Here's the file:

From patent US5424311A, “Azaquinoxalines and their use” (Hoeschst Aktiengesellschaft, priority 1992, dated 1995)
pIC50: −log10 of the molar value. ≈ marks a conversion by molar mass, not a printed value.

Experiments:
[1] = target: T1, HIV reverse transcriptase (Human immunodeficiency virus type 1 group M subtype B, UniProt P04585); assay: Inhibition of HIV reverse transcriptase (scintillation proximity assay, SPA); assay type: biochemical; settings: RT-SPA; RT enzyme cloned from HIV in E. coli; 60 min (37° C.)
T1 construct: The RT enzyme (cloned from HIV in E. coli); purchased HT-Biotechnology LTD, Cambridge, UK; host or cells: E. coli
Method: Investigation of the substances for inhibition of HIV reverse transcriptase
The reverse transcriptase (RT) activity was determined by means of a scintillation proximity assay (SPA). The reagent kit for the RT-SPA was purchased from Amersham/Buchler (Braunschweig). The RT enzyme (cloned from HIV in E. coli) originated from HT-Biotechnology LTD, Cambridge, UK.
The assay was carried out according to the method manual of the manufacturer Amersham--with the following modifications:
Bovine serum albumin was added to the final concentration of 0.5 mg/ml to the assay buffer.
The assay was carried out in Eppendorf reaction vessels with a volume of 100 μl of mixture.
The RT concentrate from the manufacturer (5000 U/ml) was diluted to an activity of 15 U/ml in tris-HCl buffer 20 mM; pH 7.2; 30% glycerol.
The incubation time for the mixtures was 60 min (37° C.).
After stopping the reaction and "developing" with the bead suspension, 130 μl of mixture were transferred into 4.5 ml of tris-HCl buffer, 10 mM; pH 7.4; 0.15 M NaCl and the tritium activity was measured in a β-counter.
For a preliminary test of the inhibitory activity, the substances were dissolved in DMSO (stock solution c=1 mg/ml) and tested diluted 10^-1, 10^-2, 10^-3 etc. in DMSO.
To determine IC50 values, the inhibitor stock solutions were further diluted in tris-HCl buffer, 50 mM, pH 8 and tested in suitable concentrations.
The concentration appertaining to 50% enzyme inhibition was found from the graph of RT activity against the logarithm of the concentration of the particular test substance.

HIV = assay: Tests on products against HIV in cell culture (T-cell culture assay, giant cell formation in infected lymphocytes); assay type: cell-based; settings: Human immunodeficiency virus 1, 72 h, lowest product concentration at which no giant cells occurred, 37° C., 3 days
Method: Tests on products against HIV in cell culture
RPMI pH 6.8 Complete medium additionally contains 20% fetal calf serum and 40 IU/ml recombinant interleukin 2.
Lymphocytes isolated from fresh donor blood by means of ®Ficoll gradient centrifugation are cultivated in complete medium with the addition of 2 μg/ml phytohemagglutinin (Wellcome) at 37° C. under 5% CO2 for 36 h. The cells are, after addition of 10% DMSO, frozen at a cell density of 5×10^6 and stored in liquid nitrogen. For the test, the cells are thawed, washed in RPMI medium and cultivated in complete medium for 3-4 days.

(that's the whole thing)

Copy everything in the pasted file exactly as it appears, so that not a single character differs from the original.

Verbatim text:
From patent US5424311A, “Azaquinoxalines and their use” (Hoeschst Aktiengesellschaft, priority 1992, dated 1995)
pIC50: −log10 of the molar value. ≈ marks a conversion by molar mass, not a printed value.

Experiments:
[1] = target: T1, HIV reverse transcriptase (Human immunodeficiency virus type 1 group M subtype B, UniProt P04585); assay: Inhibition of HIV reverse transcriptase (scintillation proximity assay, SPA); assay type: biochemical; settings: RT-SPA; RT enzyme cloned from HIV in E. coli; 60 min (37° C.)
T1 construct: The RT enzyme (cloned from HIV in E. coli); purchased HT-Biotechnology LTD, Cambridge, UK; host or cells: E. coli
Method: Investigation of the substances for inhibition of HIV reverse transcriptase
The reverse transcriptase (RT) activity was determined by means of a scintillation proximity assay (SPA). The reagent kit for the RT-SPA was purchased from Amersham/Buchler (Braunschweig). The RT enzyme (cloned from HIV in E. coli) originated from HT-Biotechnology LTD, Cambridge, UK.
The assay was carried out according to the method manual of the manufacturer Amersham--with the following modifications:
Bovine serum albumin was added to the final concentration of 0.5 mg/ml to the assay buffer.
The assay was carried out in Eppendorf reaction vessels with a volume of 100 μl of mixture.
The RT concentrate from the manufacturer (5000 U/ml) was diluted to an activity of 15 U/ml in tris-HCl buffer 20 mM; pH 7.2; 30% glycerol.
The incubation time for the mixtures was 60 min (37° C.).
After stopping the reaction and "developing" with the bead suspension, 130 μl of mixture were transferred into 4.5 ml of tris-HCl buffer, 10 mM; pH 7.4; 0.15 M NaCl and the tritium activity was measured in a β-counter.
For a preliminary test of the inhibitory activity, the substances were dissolved in DMSO (stock solution c=1 mg/ml) and tested diluted 10^-1, 10^-2, 10^-3 etc. in DMSO.
To determine IC50 values, the inhibitor stock solutions were further diluted in tris-HCl buffer, 50 mM, pH 8 and tested in suitable concentrations.
The concentration appertaining to 50% enzyme inhibition was found from the graph of RT activity against the logarithm of the concentration of the particular test substance.

HIV = assay: Tests on products against HIV in cell culture (T-cell culture assay, giant cell formation in infected lymphocytes); assay type: cell-based; settings: Human immunodeficiency virus 1, 72 h, lowest product concentration at which no giant cells occurred, 37° C., 3 days
Method: Tests on products against HIV in cell culture
RPMI pH 6.8 Complete medium additionally contains 20% fetal calf serum and 40 IU/ml recombinant interleukin 2.
Lymphocytes isolated from fresh donor blood by means of ®Ficoll gradient centrifugation are cultivated in complete medium with the addition of 2 μg/ml phytohemagglutinin (Wellcome) at 37° C. under 5% CO2 for 36 h. The cells are, after addition of 10% DMSO, frozen at a cell density of 5×10^6 and stored in liquid nitrogen. For the test, the cells are thawed, washed in RPMI medium and cultivated in complete medium for 3-4 days.